Commenting on HMRC’s Measuring tax gaps 2019 edition, published today, CIOT President Glyn Fullelove said:
“The Government will be disappointed that progress in reducing the tax gap seems to have stalled, albeit at what are historically, and internationally, fairly low levels.
“Estimating the tax gap is a complex and necessarily imprecise process so we should be careful not to read too much into small year on year changes. But a sustained fall of three quarters in the share of the potential tax take being lost to avoidance since 2005 is significant and a tribute to the actions of successive governments as well as a change of culture around what is regarded as acceptable behaviour.
“These figures suggest that tax evasion and other illegal activity are costing the Exchequer seven times as much as tax avoidance. The CIOT has long argued that HMRC needed to focus more on investigating and prosecuting those who seek to evade tax. The government are right to have put extra resources in this direction in recent years, as well as tackling artificial and abusive attempts to avoid tax.
“The numbers in this report illustrate the complexity of the tax system. Nearly £10 billion of the tax gap relates to taxpayers inadvertently not getting things right, through what HMRC categorise as error or a failure to take reasonable care. As some other parts of the tax gap have fallen these have remained stubbornly high.
“HMRC must now focus on customer service as a direct way to help large numbers of ordinary taxpayers who find themselves confronted by ever more complex tax law and increasing compliance obligations. If the tax authority needs more resources to help taxpayers to pay the correct sums, then they should get it.”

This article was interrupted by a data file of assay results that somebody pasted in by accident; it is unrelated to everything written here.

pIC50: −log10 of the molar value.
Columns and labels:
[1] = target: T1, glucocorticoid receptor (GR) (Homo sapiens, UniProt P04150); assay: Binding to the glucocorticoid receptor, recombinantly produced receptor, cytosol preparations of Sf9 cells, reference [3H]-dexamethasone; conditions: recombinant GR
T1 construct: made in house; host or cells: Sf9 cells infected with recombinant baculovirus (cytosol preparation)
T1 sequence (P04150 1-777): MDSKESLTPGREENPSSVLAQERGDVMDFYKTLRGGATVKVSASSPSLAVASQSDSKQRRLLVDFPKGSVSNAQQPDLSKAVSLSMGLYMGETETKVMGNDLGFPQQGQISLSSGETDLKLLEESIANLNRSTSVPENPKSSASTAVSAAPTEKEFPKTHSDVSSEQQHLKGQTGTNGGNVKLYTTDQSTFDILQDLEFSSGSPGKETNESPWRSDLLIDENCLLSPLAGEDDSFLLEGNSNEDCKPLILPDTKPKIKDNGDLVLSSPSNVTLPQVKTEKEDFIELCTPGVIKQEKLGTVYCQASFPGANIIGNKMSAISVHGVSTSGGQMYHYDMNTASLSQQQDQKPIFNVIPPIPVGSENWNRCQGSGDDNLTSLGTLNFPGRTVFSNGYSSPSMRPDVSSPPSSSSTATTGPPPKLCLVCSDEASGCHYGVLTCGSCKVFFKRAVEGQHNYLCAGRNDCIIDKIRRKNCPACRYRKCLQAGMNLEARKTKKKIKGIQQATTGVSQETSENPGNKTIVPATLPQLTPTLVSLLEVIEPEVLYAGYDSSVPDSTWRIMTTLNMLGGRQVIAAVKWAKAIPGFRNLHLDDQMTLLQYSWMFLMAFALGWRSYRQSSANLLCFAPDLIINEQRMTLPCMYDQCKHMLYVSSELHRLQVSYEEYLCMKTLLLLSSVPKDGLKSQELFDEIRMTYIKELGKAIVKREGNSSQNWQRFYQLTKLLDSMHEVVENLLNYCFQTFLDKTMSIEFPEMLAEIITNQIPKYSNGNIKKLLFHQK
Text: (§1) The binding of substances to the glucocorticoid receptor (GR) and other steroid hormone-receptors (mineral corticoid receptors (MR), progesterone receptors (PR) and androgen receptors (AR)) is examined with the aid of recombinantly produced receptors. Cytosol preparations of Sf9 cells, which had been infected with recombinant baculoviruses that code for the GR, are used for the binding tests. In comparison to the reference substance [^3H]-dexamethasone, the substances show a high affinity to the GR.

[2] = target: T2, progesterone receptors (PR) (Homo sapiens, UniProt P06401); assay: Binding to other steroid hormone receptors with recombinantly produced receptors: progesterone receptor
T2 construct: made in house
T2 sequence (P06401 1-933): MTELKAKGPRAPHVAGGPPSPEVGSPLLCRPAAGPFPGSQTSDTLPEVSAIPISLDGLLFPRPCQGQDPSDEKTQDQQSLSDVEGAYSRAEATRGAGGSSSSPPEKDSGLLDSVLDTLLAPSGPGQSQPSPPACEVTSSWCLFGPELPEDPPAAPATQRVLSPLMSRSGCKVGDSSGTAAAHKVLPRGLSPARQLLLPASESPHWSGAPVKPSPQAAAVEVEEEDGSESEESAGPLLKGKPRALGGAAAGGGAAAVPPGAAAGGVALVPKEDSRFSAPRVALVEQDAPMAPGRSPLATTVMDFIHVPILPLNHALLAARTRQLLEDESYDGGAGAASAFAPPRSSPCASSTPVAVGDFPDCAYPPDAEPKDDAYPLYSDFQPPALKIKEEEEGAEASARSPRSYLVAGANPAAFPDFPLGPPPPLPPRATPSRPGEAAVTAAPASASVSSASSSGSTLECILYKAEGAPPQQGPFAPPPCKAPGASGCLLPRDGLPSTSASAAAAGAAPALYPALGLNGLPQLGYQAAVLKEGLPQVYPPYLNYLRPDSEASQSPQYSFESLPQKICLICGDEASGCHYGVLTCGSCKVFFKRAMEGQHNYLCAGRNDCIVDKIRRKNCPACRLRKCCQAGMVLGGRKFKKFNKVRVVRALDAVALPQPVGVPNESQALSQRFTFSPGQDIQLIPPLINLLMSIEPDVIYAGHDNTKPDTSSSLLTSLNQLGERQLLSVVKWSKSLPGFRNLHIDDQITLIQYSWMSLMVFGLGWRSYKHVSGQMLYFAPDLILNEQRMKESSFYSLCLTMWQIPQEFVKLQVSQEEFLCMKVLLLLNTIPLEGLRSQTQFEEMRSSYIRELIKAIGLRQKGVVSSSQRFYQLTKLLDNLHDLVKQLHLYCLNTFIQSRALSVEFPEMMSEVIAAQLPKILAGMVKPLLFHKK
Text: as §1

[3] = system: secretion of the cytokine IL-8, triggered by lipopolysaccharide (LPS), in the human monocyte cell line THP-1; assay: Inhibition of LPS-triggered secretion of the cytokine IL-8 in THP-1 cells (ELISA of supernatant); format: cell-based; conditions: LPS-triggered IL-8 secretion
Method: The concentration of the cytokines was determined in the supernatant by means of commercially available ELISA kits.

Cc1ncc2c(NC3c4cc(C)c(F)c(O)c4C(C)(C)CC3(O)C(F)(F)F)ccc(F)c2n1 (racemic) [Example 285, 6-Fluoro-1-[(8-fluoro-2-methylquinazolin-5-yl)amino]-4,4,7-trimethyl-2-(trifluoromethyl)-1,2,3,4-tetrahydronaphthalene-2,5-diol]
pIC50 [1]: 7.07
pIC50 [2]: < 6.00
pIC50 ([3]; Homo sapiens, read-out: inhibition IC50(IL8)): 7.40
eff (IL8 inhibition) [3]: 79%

Notes for editors
1. Measuring tax gaps 2019 edition - tax gap estimates for 2017 to 2018 can be found here: https://www.gov.uk/government/statistics/measuring-tax-gaps
2. The Chartered Institute of Taxation (CIOT)
The CIOT is the leading professional body in the United Kingdom concerned solely with taxation. The CIOT is an educational charity, promoting education and study of the administration and practice of taxation. One of our key aims is to work for a better, more efficient, tax system for all affected by it – taxpayers, their advisers and the authorities. The CIOT’s work covers all aspects of taxation, including direct and indirect taxes and duties. Through our Low Incomes Tax Reform Group (LITRG), the CIOT has a particular focus on improving the tax system, including tax credits and benefits, for the unrepresented taxpayer.
The CIOT draws on our members’ experience in private practice, commerce and industry, government and academia to improve tax administration and propose and explain how tax policy objectives can most effectively be achieved. We also link to, and draw on, similar leading professional tax bodies in other countries. The CIOT’s comments and recommendations on tax issues are made in line with our charitable objectives: we are politically neutral in our work.
The CIOT’s 19,000 members have the practising title of ‘Chartered Tax Adviser’ and the designatory letters ‘CTA’, to represent the leading tax qualification.
Contact: Hamant Verma, External Relations Officer, 0207 340 2702 HVerma@ciot.org.uk